Model With History Of Activism Confronts Lack Of Consideration For Dark Complexions In The Fashion Industry

She has a platform and she's using it.

Nykhor Paul is a South Sudanese model, former refugee and human rights activist. She is the oldest of nine and left South Sudan for the U.S. at a young age, during the Second Sudanese Civil War. 

In an interview with I-D, Paul described what it was like emigrating to the U.S. in 1998 and dealing with leaving her mother and father behind. 

"The move to the United States was very shocking. I came from a village and I didn't speak English or know anything about the West, but the hardest thing to cope with was knowing that I had left my family behind in the refugee camp," she told I-D. 

While living in the States, Paul caught the eye of a Ford Models agency and, according to I-D, moved to New York in 2008, signing to RED Model Management and subsequently worked on the runways of Vivienne Westwood, Balenciaga, Rick Owens and a Louis Vuitton campaign. 

With a platform, Paul works to raise awareness on the current civil war in South Sudan but also on issues impacting all people of the African diaspora — and particularly in the fashion industry. 

Paul declared: "I'm definitely super tired of apologizing for my blackness!"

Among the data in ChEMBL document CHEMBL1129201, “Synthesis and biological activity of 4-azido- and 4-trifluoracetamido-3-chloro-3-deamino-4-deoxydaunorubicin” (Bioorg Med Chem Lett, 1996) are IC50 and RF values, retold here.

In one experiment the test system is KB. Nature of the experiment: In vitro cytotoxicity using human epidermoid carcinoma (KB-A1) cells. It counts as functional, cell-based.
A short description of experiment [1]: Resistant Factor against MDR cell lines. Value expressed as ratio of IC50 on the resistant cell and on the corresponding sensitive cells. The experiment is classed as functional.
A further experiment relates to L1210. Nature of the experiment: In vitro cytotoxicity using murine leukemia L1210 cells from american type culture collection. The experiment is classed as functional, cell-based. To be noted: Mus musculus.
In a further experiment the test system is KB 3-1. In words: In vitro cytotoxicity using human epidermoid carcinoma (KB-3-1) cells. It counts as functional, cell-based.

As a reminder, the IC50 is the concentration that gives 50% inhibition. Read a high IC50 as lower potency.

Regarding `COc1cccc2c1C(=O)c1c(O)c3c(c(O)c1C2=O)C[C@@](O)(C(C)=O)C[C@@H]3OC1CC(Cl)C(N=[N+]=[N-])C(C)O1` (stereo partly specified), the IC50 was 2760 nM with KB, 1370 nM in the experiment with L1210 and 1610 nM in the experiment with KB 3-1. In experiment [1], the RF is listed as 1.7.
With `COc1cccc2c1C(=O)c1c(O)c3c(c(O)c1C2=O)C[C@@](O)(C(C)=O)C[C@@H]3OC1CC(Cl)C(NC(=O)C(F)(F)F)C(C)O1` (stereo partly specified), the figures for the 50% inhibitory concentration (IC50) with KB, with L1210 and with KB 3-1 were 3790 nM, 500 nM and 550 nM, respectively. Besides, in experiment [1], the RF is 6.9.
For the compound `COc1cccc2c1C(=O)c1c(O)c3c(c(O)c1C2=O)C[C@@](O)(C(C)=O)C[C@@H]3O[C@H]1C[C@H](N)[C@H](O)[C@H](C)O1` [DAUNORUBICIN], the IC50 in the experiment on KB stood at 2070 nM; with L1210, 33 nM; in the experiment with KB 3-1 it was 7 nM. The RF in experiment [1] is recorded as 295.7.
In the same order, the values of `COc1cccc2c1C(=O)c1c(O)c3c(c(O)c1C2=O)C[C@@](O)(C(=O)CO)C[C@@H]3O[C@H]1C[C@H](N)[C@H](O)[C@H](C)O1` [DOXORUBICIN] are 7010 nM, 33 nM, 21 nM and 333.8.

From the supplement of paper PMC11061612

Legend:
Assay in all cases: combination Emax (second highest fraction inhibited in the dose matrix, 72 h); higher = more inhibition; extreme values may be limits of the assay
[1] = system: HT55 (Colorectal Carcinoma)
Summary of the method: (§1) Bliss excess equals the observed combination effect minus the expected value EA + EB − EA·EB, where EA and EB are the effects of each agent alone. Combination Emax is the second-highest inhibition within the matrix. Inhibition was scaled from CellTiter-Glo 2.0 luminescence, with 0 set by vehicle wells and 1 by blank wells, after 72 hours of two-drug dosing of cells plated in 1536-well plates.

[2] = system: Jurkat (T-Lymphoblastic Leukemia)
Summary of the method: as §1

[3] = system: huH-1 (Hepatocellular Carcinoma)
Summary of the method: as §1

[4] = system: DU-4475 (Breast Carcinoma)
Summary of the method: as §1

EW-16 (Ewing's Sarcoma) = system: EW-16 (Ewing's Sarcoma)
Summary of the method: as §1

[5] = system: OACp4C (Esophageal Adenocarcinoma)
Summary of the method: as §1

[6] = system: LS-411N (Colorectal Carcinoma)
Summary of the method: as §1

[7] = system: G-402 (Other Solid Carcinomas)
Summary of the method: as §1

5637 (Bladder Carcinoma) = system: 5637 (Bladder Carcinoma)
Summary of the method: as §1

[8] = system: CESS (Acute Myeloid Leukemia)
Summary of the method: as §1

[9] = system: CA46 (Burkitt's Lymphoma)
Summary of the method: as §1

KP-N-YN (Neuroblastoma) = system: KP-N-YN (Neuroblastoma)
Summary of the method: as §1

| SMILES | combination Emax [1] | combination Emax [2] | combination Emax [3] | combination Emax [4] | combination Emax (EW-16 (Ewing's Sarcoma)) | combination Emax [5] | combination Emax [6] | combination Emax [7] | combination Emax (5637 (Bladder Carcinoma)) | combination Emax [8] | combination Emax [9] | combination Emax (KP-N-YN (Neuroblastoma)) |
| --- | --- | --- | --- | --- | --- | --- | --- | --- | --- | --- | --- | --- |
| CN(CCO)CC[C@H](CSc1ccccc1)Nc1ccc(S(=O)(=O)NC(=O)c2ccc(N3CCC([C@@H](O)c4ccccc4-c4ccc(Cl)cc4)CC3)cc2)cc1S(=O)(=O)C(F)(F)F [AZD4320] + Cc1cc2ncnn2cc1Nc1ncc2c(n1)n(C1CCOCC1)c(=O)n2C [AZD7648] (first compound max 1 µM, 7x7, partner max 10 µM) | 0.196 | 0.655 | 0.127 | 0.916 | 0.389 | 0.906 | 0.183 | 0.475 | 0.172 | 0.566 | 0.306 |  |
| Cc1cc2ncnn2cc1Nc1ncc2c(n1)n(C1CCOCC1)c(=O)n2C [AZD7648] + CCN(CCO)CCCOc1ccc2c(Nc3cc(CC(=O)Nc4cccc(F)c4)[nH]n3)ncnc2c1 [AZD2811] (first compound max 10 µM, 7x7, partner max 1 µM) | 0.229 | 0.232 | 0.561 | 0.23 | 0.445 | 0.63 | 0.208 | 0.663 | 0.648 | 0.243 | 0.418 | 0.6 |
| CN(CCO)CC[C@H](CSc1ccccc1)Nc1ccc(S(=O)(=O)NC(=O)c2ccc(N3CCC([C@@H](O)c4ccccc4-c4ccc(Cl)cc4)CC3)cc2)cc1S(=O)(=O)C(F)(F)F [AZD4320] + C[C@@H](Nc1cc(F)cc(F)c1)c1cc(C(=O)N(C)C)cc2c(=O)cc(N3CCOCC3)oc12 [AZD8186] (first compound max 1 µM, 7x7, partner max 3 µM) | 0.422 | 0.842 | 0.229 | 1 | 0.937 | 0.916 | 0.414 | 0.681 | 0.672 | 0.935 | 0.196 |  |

In an Instagram post, Paul passionately laid out the difficulties and frustrations she encounters as she prepares for a show, all due to the color of her skin. 

As a dark skin model, she has dealt with a number of makeup artists who are not equipped with makeup to match her skin tone. This has forced her to provide her own makeup to professional shows — unlike her White counterparts whose makeup is provided, a practice it seems reasonable for models to expect.

She questioned why these professional makeup artists are not prepared to work with dark skin models. 

"Don't try to make me feel bad because I am blue black its 2015 go to Mac, Bobbi Brown, Makeup forever, Iman cosmetic, black opal, even Lancôme and Clinique carried them plus so much more. there's so much options our there for dark skin tones today." 

Paul's message didn't only revolve around makeup, she addressed a few other issues as well...

Paul touched on the lack of booking opportunities for dark skin models, period.

"Just because you only book a few of us doesn't mean you have the right to make us look ratchet," she stated. 

Cultural appropriation. 

"...Sh*t we started fashion in Africa and you modernize and copy it! Why can't we be part of fashion fully and equally?"

And how art isn't racist...but the people behind it can be. 

"Fashion is art, art is never racist it should be inclusive of all not only White people..."

Paul frequently uses the hashtag #refugeegirl on Instagram. Many of the pictures posted to her account are both modelesque and attached to a social cause.  Her dedication to bringing awareness to the crisis in South Sudan is apparent. She created a foundation called We Are Nilotic meant to "promote peace among the 64 tribes of South Sudan." She was also nominated as the 2014 Humanitarian Model Of The Year. 

According to UNICEF, since December 2013, the conflict in South Sudan has displaced 1.9 million people of which more than half are children. It also estimated that 1.5 million people "are in crisis or emergency levels of food insecurity, expected to rise to 2.5 million in 2015." 

Whether she's advocating for dark skin women in the fashion industry or spreading awareness on the critical issues in South Sudan, Paul is surely using her platform to make a change.